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RE: PDF accessibility guidelines. WAS: Re: PDF's and Signatures

From: Adam Cooper <cooperad@bigpond.com>
Date: Mon, 26 Jan 2015 14:12:48 +1100
To: <howard_leicester@btconnect.com>, "'Elizabeth J. Pyatt'" <ejp10@psu.edu>, 'Olaf Drümmer' <olaflist@callassoftware.com>
Cc: "'WAI Interest Group'" <w3c-wai-ig@w3.org>, "'Wayne Dick'" <waynedick@knowbility.org>, <accessys@smart.net>, "'John Foliot'" <john@foliot.ca>, "'Duff Johnson'" <duff@duff-johnson.com>, "'Thompson, Rachel'" <rsthompson2@ua.edu>
Message-ID: <000001d03915$f8e75130$eab5f390$@bigpond.com>
In my opinion, the greatest contributors to the persistence of PDF apart
from Adobe’s ruthlessly effective strategizing & marketing are the absence
of viable document portability features in native platforms such as HTML and
the organisational cultures in which information is produced  (it’s perhaps
not surprising that all layers of government in Australia are among PDF’s
most prolific users)

 

The use cases for PDF on the web are very narrow and even the all-too-common
and most spirited defences of its utility do not hold up to much scrutiny.

 

Any content that originates in another format can just as readily be
delivered using HTML and pixel perfect printing is similarly achievable
using HTML, CSS, & JavaScript. 

 

I don’t believe that finding accommodations to manage the persistence &
predominance of PDF on the web is the only or most effective approach – this
has been going on for some time, now, with mixed results. 

 

It seems to me that seeking alternatives & making the case for changing how
things are done will be ultimately more effective in making the web more
accessible rather than applying endless Band-Aids to a limping technology. 

 

Congratulations to IBM …  to paraphrase Kant: enlightenment is freedom from
nonage. 

 

 

 

 

 

 

 

 

 

From: Howard Leicester [mailto:howard_leicester@btconnect.com]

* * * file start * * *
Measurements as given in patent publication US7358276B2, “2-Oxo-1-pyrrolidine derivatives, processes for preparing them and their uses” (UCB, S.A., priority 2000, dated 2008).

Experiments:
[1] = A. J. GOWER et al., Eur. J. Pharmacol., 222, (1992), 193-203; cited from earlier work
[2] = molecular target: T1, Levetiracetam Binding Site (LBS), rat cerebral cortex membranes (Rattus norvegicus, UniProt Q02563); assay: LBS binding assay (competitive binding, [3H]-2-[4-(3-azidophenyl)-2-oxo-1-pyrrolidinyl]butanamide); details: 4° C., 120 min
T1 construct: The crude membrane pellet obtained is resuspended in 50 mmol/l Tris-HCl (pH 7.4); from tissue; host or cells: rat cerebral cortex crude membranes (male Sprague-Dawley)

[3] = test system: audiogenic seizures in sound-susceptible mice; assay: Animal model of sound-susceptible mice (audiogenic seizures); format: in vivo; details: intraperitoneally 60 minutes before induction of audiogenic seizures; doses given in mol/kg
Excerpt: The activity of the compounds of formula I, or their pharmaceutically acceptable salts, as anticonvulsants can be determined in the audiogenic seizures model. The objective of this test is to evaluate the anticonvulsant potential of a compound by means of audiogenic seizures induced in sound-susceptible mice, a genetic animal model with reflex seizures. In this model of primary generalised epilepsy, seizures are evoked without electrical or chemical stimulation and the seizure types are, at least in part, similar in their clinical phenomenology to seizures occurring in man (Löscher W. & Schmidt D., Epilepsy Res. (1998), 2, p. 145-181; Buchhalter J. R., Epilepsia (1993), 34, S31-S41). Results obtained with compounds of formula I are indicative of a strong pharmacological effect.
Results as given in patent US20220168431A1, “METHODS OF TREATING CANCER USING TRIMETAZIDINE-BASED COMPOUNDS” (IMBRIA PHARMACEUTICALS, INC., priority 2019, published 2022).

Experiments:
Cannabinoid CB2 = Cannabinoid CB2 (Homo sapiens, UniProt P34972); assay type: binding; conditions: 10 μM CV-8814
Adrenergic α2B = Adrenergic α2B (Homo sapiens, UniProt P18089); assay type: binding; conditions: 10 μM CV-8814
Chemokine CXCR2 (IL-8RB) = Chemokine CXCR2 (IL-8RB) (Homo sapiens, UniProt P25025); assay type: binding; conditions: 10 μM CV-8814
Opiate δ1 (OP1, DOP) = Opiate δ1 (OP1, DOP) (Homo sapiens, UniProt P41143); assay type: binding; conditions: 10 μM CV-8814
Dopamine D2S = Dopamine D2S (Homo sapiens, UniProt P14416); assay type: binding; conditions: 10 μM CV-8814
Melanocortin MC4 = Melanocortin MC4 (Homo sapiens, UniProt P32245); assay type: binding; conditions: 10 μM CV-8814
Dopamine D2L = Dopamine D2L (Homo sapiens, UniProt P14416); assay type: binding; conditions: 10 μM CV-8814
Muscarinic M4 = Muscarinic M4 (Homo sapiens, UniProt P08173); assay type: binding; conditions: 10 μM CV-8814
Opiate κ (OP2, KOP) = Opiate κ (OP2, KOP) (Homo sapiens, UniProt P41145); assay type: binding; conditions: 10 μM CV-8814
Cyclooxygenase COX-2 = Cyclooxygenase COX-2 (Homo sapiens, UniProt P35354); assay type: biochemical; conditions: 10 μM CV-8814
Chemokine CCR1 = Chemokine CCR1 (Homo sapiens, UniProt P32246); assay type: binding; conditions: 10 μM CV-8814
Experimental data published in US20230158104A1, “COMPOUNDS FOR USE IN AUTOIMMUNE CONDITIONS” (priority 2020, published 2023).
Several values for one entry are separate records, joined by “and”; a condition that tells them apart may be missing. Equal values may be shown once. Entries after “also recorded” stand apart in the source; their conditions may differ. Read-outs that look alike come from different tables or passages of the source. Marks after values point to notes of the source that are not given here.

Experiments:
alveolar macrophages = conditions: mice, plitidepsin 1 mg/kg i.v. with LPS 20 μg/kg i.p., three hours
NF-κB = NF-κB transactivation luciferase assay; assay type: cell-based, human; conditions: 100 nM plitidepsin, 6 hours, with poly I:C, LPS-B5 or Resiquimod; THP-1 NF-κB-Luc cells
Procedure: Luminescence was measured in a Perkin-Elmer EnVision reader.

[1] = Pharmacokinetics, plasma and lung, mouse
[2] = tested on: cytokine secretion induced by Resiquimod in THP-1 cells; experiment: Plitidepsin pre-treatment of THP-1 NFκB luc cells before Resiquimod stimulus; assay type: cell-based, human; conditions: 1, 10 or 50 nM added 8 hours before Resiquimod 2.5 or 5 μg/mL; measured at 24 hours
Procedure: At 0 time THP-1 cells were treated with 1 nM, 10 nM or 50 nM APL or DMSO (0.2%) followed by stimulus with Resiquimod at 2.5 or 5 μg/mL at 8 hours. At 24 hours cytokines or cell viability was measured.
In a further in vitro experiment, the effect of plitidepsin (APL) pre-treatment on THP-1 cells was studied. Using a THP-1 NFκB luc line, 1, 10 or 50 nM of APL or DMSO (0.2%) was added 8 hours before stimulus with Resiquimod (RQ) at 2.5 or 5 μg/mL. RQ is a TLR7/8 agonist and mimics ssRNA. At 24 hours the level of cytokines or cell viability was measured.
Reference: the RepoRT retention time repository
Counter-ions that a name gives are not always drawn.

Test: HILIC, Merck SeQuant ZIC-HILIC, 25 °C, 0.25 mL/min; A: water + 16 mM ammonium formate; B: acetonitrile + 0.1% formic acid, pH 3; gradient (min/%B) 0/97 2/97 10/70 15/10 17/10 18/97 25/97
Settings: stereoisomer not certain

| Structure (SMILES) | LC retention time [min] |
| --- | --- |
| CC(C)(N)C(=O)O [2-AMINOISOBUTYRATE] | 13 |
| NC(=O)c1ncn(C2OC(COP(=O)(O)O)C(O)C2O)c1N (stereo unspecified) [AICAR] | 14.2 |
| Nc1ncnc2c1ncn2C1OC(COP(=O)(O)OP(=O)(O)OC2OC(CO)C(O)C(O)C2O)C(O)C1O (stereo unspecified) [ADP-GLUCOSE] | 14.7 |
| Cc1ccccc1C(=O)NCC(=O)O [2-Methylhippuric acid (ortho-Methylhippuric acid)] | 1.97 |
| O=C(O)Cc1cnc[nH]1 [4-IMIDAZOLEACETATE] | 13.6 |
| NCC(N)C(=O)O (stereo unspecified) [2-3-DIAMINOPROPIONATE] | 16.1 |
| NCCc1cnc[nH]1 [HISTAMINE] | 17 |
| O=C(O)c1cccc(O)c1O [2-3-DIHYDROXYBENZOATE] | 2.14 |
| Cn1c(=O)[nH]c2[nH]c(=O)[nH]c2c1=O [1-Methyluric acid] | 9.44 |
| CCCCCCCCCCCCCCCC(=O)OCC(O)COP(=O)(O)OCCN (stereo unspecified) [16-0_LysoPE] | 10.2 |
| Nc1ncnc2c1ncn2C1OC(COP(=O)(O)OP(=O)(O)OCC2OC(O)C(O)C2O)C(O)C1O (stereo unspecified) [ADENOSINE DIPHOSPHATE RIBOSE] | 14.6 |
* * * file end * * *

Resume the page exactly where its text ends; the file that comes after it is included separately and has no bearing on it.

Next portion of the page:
Sent: Monday, January 26, 2015 7:02 AM
To: 'Elizabeth J. Pyatt'; 'Olaf Drümmer'
Cc: 'WAI Interest Group'; 'Wayne Dick'; accessys@smart.net; 'John Foliot';
'Duff Johnson'; 'Thompson, Rachel'
Subject: RE: PDF accessibility guidelines. WAS: Re: PDF's and Signatures

 

Intrested, of course, in this thread – thanks to All.

Wondering, though, if it is coming through in the WAI work group activities.

I suspect not.

Howard

(Leicester,

Kent, UK).

 

 

  _____  

From: Elizabeth J. Pyatt [mailto:ejp10@psu.edu] 
Sent: 25 January 2015 15:35
To: Olaf Drümmer
Cc: WAI Interest Group; Wayne Dick; accessys@smart.net; John Foliot; Duff
Johnson; Thompson, Rachel
Subject: Re: PDF accessibility guidelines. WAS: Re: PDF's and Signatures

 

Creating a tagged is just the first step to creating an accessible PDF. It
needs to be verified and often tweaked in a repair tool like Adobe Acrobat
or CommonLook. This part remains tricky.

 

I wish it weren't true, because many people want to just use a PDF.  

 

Elizabeth J. Pyatt, Ph.D.

Sent from my iPad


On Jan 24, 2015, at 7:02 AM, Olaf Drümmer <olaflist@callassoftware.com>
wrote:

On 24 Jan 2015, at 07:31, Wayne Dick <waynedick@knowbility.org> wrote:

 

3. Educate faculty to the need to preparing accessible content.  Teaching
accessible use of their word processor is most effective.

 

there is one thing I always fail to get: 

- I think it is a fair assumption that faculty tend to use a word processor
to prepare papers for their courses

- typical word processors are let's say OpenOffice/LibreOffice Writer or
Microsoft Word 

- in this context, there are at least the following ways to provide those
papers in electronic form:

            [1] as a word processor file (and share via email or web site)

            [2] exported to [tagged] PDF (and share via email or web site)

            [3] exported to HTML (and share via email or web site)

Now, which of these work well?

 

[1] and [2] would work easily for the author and the student. [3] I simply
do not know how to do it such that it works well for both sides, word
processor documents and HTML to me seem to be from different universes. But
maybe I am missing something here? [I can easily proven to be wrong, just
send me a non-trivial paper in HTML, exported from a typical word
processor…]

 

Olaf

 

 
Received on Monday, 26 January 2015 03:13:25 UTC

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